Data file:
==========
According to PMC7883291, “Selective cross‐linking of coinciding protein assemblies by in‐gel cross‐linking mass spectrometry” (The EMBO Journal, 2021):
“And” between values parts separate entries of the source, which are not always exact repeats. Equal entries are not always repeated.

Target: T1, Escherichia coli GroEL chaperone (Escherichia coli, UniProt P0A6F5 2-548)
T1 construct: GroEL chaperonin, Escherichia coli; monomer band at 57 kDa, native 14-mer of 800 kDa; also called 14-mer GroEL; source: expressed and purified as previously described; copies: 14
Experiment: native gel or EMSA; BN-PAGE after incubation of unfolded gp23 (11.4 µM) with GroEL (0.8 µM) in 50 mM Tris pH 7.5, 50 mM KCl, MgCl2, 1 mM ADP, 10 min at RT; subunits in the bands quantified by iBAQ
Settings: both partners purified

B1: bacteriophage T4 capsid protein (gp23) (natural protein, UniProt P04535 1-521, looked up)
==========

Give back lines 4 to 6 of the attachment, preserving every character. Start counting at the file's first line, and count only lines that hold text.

T1 construct: GroEL chaperonin, Escherichia coli; monomer band at 57 kDa, native 14-mer of 800 kDa; also called 14-mer GroEL; source: expressed and purified as previously described; copies: 14
Experiment: native gel or EMSA; BN-PAGE after incubation of unfolded gp23 (11.4 µM) with GroEL (0.8 µM) in 50 mM Tris pH 7.5, 50 mM KCl, MgCl2, 1 mM ADP, 10 min at RT; subunits in the bands quantified by iBAQ
Settings: both partners purified